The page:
May 22, 2022

The Queens County Citizen

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Thousands of Internet users in Europe have lost access to the Internet after a potential cyber attack

Thousands of Internet users in Europe have lost access to the Internet after a potential cyber attack

Thousands of Internet users in France and Europe have lost access to the Internet due to a potential cyber attack on a satellite network that occurred at the start of the Russian invasion of Ukraine.

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According to Orange, “almost 9,000 subscribers” to the satellite Internet service from its French subsidiary Nordnet lost Internet access due to a “cyber event” on February 24 on the American satellite operator Vyasat. Client.

Eutelsat, the parent company of the Bigblu Satellite Internet Service, confirmed to AFP on Friday evening that one-third of the 40,000 BigBl subscribers in Europe (Germany, France, Hungary, Greece, Italy, Poland) were affected by the ViaSat breakdown. .

In the United States, Viasat said on Wednesday that a “cyber event” had led to a “partial network interruption” for customers in Europe, Ukraine and elsewhere, based on its KA-SAT satellite.

Viasat did not provide further details, but was limited to indicating that “police and state partners” had been notified and were “assisting” with the investigation.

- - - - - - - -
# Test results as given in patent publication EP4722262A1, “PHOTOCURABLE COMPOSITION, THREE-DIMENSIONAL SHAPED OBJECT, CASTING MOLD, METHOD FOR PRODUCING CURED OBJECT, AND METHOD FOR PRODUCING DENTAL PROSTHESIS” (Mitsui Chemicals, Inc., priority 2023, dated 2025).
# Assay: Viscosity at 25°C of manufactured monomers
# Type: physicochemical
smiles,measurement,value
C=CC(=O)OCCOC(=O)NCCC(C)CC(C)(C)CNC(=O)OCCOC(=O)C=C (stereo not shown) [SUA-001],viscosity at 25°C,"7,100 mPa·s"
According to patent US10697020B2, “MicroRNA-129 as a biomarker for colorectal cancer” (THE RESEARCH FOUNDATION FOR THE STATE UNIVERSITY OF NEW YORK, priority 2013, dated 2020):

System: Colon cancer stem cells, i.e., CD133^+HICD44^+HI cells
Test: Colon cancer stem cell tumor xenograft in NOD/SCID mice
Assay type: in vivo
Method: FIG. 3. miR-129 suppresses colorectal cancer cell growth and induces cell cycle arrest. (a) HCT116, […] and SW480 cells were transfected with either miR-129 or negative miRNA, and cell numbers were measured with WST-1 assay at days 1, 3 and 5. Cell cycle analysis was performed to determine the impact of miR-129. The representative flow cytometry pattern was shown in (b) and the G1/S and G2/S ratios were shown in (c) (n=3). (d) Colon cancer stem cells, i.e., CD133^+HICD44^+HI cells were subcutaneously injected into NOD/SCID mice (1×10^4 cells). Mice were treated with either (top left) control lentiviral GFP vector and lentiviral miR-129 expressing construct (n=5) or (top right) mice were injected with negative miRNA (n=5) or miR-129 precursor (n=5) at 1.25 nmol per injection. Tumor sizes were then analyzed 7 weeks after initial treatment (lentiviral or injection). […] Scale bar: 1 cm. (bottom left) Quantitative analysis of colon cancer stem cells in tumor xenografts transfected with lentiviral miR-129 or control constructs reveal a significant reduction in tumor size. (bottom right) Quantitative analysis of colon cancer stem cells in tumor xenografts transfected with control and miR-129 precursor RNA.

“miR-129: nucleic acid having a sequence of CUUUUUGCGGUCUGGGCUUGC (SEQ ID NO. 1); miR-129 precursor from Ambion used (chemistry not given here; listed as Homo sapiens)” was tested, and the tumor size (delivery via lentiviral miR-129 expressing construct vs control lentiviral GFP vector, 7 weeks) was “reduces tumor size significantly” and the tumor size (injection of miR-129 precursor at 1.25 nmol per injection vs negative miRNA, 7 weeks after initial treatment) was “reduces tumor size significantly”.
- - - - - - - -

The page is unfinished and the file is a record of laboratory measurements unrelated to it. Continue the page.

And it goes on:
If the euphemism “cyberwevent” leaves any doubt that it is a cyber attack, this fact was confirmed on Thursday by General Michel Friedling, who led the French space command.

“Within days of launching operations, we had a satellite network covering Europe and especially cyber-attacking Ukraine. Tens of thousands of terminals were immediately deactivated,” he said in a press briefing hosted by the Ministry of Defense.

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Military and cyber experts fear that the Russian-Ukrainian conflict could lead to the spread of cyber-attacks, as well as to civilians in Ukraine and Russia, as well as in other parts of the world with the potential for “cyberarmagdon” with significant consequences by spillover impact or “splash”. , According to a term recently used by a French military officer.

At present, the worst scenario seems to have been avoided as the observed attacks appear to be on their effects and geographical scale.

Cybersecurity companies have noticed attacks with a new data-destroying virus in Ukraine, the true effects of which are very little known.

In Russia, organizational sites were made inaccessible from abroad, to protect them from denial of service attacks (DOS), making them regularly useless.